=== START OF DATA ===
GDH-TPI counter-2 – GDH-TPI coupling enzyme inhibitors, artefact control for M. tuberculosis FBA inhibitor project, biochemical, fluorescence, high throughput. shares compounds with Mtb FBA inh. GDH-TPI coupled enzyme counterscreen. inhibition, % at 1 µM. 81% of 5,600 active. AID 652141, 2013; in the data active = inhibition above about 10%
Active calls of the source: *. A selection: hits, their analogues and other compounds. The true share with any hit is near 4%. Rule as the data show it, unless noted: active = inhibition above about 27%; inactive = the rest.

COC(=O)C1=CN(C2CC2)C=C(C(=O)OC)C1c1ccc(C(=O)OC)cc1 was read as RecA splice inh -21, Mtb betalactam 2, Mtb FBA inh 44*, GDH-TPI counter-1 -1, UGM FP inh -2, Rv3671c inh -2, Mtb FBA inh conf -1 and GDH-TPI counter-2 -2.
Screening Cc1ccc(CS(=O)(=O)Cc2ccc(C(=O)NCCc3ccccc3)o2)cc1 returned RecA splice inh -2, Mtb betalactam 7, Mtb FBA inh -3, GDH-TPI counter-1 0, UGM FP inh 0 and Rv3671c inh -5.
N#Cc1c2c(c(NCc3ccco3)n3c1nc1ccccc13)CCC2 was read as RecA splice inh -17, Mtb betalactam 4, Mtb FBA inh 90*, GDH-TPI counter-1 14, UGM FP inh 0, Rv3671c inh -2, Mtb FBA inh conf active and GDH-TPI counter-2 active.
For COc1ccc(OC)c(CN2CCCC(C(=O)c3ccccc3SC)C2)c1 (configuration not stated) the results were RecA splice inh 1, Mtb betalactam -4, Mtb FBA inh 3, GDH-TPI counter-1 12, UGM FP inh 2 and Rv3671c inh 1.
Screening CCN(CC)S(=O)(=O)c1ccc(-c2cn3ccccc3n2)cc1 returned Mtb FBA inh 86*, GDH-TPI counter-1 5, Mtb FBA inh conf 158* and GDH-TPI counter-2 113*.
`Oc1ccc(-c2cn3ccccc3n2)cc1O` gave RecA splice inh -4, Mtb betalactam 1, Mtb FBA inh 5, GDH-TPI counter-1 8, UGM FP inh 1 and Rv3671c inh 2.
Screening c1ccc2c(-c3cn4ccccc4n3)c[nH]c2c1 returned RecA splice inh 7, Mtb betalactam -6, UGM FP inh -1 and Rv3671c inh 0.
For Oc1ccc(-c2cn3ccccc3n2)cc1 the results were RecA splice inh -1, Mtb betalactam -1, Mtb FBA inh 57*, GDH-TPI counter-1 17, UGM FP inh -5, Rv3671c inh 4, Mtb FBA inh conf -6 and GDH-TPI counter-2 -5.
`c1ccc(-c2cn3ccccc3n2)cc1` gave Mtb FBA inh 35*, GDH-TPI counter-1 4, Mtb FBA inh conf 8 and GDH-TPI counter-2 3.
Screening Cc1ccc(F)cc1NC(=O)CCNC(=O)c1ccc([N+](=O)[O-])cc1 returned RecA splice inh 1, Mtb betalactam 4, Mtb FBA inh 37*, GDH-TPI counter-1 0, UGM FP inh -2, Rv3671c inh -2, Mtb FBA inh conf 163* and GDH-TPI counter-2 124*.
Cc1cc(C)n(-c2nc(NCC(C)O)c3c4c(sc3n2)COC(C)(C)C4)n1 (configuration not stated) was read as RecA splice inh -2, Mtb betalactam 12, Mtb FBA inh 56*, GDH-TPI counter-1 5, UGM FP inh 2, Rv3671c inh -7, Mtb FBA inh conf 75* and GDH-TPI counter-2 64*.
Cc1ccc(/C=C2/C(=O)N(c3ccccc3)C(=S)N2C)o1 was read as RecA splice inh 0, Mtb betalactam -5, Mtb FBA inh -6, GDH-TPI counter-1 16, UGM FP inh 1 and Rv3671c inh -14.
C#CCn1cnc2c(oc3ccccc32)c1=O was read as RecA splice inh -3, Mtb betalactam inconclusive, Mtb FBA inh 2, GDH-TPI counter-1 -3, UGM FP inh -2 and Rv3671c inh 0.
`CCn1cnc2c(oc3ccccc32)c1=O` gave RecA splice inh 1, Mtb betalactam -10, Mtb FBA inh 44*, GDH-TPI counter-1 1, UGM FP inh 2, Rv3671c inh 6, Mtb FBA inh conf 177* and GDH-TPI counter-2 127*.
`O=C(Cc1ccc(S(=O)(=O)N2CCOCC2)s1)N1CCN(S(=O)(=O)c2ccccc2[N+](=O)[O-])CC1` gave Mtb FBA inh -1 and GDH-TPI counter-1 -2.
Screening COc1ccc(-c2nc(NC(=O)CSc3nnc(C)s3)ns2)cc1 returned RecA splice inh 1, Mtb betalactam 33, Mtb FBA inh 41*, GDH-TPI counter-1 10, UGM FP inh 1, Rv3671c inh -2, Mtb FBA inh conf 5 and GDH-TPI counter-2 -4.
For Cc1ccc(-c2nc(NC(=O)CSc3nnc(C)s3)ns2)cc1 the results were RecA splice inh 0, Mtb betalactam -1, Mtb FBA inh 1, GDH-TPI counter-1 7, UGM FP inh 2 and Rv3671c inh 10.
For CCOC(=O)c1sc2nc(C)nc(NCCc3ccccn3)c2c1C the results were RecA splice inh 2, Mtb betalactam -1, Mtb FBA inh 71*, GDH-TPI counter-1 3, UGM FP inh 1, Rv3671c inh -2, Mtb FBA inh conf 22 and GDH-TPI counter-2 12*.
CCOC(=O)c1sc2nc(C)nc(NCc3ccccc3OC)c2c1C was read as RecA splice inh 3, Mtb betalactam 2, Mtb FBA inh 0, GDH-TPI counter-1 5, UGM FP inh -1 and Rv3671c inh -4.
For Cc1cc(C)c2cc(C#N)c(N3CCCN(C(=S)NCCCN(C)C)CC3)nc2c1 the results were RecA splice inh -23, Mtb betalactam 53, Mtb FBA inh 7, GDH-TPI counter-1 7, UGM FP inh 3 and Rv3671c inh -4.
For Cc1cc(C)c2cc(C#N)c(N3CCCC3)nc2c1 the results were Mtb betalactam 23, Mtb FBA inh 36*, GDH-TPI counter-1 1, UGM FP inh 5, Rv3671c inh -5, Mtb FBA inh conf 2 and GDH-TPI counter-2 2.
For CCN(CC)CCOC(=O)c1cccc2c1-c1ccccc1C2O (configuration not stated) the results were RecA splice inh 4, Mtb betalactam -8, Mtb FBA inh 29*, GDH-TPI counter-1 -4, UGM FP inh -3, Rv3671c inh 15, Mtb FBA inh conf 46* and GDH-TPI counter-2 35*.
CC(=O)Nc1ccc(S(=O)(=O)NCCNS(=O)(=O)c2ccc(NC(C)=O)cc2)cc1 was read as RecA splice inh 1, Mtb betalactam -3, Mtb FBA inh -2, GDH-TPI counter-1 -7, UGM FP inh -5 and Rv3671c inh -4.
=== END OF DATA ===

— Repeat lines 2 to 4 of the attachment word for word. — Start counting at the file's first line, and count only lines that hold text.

Active calls of the source: *. A selection: hits, their analogues and other compounds. The true share with any hit is near 4%. Rule as the data show it, unless noted: active = inhibition above about 27%; inactive = the rest.

COC(=O)C1=CN(C2CC2)C=C(C(=O)OC)C1c1ccc(C(=O)OC)cc1 was read as RecA splice inh -21, Mtb betalactam 2, Mtb FBA inh 44*, GDH-TPI counter-1 -1, UGM FP inh -2, Rv3671c inh -2, Mtb FBA inh conf -1 and GDH-TPI counter-2 -2.
Screening Cc1ccc(CS(=O)(=O)Cc2ccc(C(=O)NCCc3ccccc3)o2)cc1 returned RecA splice inh -2, Mtb betalactam 7, Mtb FBA inh -3, GDH-TPI counter-1 0, UGM FP inh 0 and Rv3671c inh -5.